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Guantanamo Gazette

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Title:
Guantanamo Gazette
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U.S. Naval Base
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Guantanamo Bay, Cuba
Publisher:
U.S. Naval Base
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Language:
English

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newspaper ( sobekcm )

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University of Florida
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University of Florida
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Copyright,Guantanamo Gazette. Permission granted to University of Florida to digitize and display this item for non-profit research and educational purposes. Any reuse of this item in excess of fair use or other copyright exemptions requires permission of the copyright holder.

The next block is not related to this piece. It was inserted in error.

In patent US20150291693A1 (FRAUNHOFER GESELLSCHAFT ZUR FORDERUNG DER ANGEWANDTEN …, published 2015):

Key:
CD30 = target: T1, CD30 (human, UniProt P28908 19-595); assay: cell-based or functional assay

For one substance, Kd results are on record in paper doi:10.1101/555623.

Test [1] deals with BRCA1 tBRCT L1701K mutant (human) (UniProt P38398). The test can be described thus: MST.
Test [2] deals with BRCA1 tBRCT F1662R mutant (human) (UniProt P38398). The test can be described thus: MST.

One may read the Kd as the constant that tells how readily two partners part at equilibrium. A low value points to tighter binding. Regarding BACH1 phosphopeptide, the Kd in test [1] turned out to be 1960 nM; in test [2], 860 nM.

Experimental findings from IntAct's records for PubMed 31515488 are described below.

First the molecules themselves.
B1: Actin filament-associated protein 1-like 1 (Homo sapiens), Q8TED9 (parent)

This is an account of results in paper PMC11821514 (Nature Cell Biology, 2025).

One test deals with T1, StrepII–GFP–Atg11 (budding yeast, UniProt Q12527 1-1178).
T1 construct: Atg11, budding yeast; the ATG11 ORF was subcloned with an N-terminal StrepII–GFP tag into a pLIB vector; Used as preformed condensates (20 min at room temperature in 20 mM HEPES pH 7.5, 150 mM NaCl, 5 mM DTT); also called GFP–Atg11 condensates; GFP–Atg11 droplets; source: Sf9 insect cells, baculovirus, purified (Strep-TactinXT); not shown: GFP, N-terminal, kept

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Preceded by:
Gitmo Gazette
Succeeded by:
Daily Gazette
Related Item:
Guantanamo Gazette
Related Item:
Guantanamo Daily Gazette
Related Item:
Guantanamo Bay Gazette
Related Item:
Indian
Related Item:
Sunday Supplement
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Gitmo Review

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(UPI)--The Chicago Sun-Times quotes Daniel Moynihan as saying Secy. of State Henry Kissinger helped push him out of his post as U.S. ambassador to the U.N. According to the newspaper, Moynihan said he had learned from New York Times columnist James Reston that Kissinger was the source for a February 27 article asserting that Kissinger and Pres. Ford privately "deplored" Moynihan's conduct at the U.N.